Welcome to this week's edition of the Health Law Update. In this issue:
- Insurer Actions Cut the Heart Out of Out-of-Network Providers
- News Flash: An Agreement Between Competitors to Limit Advertising/Marketing Violates the Antitrust Laws
- HHS Reopens Comment Period for Proposed Rule on 340B Drug Program
- DOJ Attempts to Encourage Corporate Self-Disclosures With the Announcement of a One-Year FCPA Pilot Program
- Biologics and Biosimilars in the U.S. and Europe
- Lee Rosebush Offers Insight on FDA Draft Guidelines for Drug Compounders
- Events Calendar
Insurer Actions Cut the Heart Out of Out-of-Network Providers
Aetna Life Insurance Company recently won a $37 million verdict against a group of Northern California surgical centers, Bay Area Surgical Management, LLC and its affiliates (collectively, Bay Area), for an alleged out-of-network overbilling scheme and kickbacks to referring physicians. This lawsuit is simply one more effort in a larger trend by insurers to make it more difficult for out-of-network providers to provide services to insured patients. Through audits and investigations of patient collections, third-party payors have increasingly examined the practices of providers that charge amounts substantially in excess of prevailing charges; in many cases, they have sought recoupments and reduced reimbursements, and in some cases have ceased reimbursing providers.
Allegations in the Aetna Case
Arguing that Bay Area engaged in a “massive conspiracy” to defraud the insurer, Aetna asserted causes of action for fraud, intentional interference with contractual relations, and unjust enrichment. Specific allegations in the case against Bay Area include:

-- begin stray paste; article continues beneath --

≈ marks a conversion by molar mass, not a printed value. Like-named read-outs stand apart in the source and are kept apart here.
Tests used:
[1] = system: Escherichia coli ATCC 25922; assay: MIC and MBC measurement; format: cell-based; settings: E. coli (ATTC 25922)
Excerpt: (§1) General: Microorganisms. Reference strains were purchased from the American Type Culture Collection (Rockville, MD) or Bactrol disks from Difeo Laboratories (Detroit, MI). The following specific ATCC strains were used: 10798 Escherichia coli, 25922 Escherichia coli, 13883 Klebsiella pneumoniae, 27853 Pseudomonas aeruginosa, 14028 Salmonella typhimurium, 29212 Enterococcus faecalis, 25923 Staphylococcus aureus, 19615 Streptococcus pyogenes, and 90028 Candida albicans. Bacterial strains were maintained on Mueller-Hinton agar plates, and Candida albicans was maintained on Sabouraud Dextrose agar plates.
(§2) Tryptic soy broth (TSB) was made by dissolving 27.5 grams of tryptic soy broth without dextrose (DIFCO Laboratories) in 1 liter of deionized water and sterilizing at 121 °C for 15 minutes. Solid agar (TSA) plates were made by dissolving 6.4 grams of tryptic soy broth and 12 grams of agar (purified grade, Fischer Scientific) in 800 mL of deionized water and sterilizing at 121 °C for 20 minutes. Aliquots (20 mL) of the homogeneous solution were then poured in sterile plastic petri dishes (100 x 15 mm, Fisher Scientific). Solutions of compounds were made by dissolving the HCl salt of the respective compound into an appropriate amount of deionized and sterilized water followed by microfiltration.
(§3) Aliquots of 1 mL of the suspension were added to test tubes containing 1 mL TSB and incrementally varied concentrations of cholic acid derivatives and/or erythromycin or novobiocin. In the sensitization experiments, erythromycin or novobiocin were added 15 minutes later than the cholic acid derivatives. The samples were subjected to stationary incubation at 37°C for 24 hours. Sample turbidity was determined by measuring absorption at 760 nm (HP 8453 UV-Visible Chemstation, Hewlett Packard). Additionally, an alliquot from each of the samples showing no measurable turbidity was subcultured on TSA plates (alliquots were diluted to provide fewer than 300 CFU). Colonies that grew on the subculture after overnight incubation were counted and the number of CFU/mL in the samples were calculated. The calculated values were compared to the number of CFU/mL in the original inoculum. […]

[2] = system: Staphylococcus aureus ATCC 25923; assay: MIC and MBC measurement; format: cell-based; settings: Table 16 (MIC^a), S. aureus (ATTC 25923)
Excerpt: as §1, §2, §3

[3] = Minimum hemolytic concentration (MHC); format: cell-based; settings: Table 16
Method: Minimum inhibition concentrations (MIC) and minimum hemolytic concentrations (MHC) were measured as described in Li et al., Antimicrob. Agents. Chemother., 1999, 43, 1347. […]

- Inducing physicians to refer Aetna insureds to Bay Area facilities through kickbacks. Physicians were sold shares in the ambulatory surgical facilities at below-market value, which resulted in disproportionally high returns of several hundred percent per year to the physician owners. At least one physician had received an 805 percent return on his investment, according to the complaint.
- Waiving patient coinsurance, deductible, and amounts above Aetna’s recognized reasonable charge (e.g., the “balance bill” obligations).
- Submitting false claims and inflated bills that included amounts that Bay Area never intended for their patients to pay.
Aetna also alleged that the sale of shares to the physicians was preconditioned on an understanding that the physicians would refer patients requiring high-value procedures to Bay Area facilities. A $40 million lawsuit against Bay Area affiliates has been filed by United Healthcare Services for the same types of practices. Bay Area defendants have announced that they will appeal the Aetna verdict and have also filed a lawsuit against Aetna and United Healthcare Services on antitrust grounds.
Health Net’s Out-of-Network “Self-Disclosure” Attestation and Verification Requirement
In an interesting data-mining twist, insurance provider Health Net recently began sending a “self-disclosure” Attestation and Verification form for providers to sign, attesting that they: